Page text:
A Constitutional Crisis When the U.S. Supreme Court Acts in a Legislative Manner? An Essay Offering a Perspective on Judicial Activism in Federal Indian Law and Federal Civil Procedure Pleading Standards

Penn State Law Review Penn Statim, Vol. 114, No. 41, 2010

10 Pages Posted: 15 Jul 2010  

Angelique EagleWoman

Mitchell Hamline School of Law

Date Written: July 14, 2010

Abstract

This essay will examine the U.S. Supreme Court’s judicial activism in relation to federal Indian law as a beginning point to discuss the recent introduction of the “plausibility” requirement in federal pleading sufficiency determinations. By examining the decisional law in the field of federal Indian law, the claimed power by the Court to redefine the legal status of Tribal Nations will become apparent. Next, the consequences of the U.S. Supreme Court’s unfettered ability to reshape law and limit access to the federal courts will be discussed. Finally, the essay will offer some conclusions on the constitutional crisis presented by the Court’s lack of judicial restraint in the legislative and political arenas.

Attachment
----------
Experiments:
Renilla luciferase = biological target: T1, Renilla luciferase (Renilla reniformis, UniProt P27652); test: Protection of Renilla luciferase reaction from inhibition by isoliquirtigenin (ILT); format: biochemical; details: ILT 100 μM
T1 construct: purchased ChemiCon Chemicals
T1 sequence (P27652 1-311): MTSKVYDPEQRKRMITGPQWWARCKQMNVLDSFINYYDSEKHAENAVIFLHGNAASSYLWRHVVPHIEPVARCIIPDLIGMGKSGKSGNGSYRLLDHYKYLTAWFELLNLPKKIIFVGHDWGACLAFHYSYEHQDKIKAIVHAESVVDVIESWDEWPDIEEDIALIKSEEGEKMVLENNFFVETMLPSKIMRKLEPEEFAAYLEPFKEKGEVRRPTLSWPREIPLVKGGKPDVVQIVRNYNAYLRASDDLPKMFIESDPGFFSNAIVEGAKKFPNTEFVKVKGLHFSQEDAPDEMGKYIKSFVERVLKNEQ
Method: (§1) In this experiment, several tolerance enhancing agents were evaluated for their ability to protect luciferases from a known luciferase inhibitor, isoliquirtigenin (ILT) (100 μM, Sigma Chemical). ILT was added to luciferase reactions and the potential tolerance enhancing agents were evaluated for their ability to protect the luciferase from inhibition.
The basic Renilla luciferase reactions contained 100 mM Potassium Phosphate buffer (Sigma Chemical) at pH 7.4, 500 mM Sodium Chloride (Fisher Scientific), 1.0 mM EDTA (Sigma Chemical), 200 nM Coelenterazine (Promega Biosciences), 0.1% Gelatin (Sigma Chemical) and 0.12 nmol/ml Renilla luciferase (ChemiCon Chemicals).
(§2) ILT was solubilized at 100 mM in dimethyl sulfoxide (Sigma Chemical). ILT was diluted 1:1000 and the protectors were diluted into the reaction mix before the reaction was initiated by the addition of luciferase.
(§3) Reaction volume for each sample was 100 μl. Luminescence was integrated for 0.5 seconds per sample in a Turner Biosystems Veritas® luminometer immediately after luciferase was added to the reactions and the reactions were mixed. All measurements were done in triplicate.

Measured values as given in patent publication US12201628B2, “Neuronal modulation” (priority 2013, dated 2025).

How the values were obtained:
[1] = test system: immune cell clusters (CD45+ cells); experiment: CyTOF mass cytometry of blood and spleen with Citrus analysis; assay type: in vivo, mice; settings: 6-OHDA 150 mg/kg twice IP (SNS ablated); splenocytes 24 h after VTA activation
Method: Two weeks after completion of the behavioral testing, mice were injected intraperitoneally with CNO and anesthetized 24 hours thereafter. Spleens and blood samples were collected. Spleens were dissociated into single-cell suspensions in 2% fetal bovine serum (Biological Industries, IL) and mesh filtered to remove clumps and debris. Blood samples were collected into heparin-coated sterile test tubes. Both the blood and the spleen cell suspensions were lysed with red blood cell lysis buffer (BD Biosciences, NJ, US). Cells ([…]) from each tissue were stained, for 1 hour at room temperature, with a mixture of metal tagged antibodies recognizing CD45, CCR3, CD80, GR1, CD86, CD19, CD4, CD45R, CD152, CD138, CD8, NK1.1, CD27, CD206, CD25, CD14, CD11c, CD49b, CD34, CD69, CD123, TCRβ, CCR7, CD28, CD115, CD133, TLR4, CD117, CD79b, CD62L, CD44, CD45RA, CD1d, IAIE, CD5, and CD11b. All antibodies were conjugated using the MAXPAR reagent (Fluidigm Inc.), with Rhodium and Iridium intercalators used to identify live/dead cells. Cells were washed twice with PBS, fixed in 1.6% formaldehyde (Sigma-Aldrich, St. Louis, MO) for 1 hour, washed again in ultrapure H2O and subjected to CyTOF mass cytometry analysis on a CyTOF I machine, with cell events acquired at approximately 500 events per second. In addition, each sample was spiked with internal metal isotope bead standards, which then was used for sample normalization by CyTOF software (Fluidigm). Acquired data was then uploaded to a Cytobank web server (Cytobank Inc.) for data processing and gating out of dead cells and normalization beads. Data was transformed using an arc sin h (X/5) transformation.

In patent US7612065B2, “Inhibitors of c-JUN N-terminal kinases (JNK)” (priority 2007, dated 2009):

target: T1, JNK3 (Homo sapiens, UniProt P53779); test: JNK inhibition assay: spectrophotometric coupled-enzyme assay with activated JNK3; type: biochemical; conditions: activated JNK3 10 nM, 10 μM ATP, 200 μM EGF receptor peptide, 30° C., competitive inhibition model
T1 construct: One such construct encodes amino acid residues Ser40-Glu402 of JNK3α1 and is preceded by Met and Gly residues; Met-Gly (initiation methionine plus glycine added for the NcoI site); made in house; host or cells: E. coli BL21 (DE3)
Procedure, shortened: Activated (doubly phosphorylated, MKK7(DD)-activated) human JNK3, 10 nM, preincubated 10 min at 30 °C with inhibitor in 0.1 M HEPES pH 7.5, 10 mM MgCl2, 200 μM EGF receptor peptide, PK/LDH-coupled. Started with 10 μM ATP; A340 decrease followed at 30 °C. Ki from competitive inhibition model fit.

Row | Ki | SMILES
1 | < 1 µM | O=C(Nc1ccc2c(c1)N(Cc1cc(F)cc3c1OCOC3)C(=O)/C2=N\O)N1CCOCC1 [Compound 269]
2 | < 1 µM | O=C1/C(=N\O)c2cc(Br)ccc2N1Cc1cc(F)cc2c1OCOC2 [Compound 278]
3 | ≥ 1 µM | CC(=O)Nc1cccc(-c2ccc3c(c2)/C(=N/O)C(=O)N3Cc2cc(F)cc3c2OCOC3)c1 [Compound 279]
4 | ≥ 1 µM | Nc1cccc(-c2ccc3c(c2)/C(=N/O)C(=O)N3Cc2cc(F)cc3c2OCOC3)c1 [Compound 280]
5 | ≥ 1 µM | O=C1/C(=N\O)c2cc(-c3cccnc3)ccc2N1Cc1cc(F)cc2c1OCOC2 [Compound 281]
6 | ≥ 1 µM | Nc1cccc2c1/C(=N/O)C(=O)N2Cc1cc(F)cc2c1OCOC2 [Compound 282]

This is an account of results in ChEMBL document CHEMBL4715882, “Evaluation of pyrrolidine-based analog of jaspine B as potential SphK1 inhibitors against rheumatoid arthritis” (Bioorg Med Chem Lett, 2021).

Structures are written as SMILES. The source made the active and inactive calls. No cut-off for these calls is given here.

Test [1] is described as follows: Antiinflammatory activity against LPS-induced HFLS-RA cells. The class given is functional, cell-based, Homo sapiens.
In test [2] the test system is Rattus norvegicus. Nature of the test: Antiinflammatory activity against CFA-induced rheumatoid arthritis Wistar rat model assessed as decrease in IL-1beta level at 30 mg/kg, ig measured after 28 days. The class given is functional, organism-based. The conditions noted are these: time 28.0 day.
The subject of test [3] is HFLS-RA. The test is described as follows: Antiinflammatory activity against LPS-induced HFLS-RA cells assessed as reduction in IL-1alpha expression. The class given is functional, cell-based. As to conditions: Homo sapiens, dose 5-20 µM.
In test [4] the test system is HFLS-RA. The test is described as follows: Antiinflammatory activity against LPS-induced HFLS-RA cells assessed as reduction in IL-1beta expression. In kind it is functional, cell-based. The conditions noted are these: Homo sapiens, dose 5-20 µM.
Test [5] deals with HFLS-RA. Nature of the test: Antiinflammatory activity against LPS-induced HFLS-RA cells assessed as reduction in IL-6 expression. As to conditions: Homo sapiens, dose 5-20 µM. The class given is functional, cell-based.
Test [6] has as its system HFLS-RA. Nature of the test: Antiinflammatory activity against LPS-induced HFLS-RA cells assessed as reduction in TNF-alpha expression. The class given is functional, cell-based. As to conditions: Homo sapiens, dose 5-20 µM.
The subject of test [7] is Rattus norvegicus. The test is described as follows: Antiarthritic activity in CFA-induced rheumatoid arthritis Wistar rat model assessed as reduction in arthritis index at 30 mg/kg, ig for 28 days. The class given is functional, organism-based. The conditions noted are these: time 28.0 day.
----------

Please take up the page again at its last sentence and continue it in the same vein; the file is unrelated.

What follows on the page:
Keywords: Judicial, Civil Procedure, Federal Indian Law, U.S. Constitutional Law

JEL Classification: Z10

Suggested Citation

EagleWoman, Angelique, A Constitutional Crisis When the U.S. Supreme Court Acts in a Legislative Manner? An Essay Offering a Perspective on Judicial Activism in Federal Indian Law and Federal Civil Procedure Pleading Standards (July 14, 2010). Penn State Law Review Penn Statim, Vol. 114, No. 41, 2010. Available at SSRN: https://ssrn.com/abstract=1640034

Angelique EagleWoman (Contact Author)

Mitchell Hamline School of Law ( email )

875 Summit Ave
St. Paul, MN 55105-3076
United States

Register to save articles to
your library

Register

Paper statistics

Downloads
61
rank
330,227
Abstract Views
477
PlumX